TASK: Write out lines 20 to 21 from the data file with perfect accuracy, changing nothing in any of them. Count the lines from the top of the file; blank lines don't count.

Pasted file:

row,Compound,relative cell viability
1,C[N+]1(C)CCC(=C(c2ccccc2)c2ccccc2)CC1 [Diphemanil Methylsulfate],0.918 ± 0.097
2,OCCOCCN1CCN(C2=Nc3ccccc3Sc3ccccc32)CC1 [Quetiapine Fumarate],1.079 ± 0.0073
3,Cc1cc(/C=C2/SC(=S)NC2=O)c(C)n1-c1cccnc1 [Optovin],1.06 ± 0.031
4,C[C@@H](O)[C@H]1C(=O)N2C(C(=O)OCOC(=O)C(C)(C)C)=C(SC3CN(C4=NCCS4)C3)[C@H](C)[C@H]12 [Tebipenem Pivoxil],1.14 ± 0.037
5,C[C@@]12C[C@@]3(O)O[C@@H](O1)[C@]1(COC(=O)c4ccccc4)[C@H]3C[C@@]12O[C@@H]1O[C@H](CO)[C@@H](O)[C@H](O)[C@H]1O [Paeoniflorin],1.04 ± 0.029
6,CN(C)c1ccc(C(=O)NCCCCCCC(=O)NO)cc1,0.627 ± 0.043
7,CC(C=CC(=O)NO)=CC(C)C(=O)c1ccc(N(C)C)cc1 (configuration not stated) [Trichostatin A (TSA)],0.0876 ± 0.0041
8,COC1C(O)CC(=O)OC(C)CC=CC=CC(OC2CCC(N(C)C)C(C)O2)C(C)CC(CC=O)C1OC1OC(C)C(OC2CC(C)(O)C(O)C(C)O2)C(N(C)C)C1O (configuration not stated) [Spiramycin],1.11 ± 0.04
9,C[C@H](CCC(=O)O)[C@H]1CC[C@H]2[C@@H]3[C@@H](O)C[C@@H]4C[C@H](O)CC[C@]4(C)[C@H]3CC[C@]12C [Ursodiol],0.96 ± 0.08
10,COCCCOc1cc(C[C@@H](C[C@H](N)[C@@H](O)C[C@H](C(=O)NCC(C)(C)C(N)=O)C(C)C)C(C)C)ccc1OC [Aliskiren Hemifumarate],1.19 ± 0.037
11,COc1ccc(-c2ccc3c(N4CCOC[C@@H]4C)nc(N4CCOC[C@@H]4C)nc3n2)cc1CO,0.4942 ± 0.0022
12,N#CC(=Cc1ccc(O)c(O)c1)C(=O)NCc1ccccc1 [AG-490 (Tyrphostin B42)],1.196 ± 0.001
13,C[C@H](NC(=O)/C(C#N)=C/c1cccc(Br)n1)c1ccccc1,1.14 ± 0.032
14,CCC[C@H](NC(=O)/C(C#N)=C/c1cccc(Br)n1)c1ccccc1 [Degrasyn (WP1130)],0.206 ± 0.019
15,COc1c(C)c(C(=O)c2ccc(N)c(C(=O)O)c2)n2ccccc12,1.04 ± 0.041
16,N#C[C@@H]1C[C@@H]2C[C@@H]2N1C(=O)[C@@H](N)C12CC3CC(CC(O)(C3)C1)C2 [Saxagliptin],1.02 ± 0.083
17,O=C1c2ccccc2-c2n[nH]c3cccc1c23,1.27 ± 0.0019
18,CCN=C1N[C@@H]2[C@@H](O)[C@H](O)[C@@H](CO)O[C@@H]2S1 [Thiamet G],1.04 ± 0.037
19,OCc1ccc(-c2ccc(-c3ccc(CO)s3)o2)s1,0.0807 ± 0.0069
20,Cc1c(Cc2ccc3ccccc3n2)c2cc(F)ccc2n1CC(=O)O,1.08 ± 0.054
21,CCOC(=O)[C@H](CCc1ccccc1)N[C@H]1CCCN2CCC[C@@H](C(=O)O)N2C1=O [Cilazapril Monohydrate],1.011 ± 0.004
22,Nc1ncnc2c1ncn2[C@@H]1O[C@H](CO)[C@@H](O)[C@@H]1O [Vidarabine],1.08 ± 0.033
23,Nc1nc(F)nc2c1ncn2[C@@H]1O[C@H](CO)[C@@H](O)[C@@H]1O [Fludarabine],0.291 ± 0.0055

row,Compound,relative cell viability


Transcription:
19,OCc1ccc(-c2ccc(-c3ccc(CO)s3)o2)s1,0.0807 ± 0.0069
20,Cc1c(Cc2ccc3ccccc3n2)c2cc(F)ccc2n1CC(=O)O,1.08 ± 0.054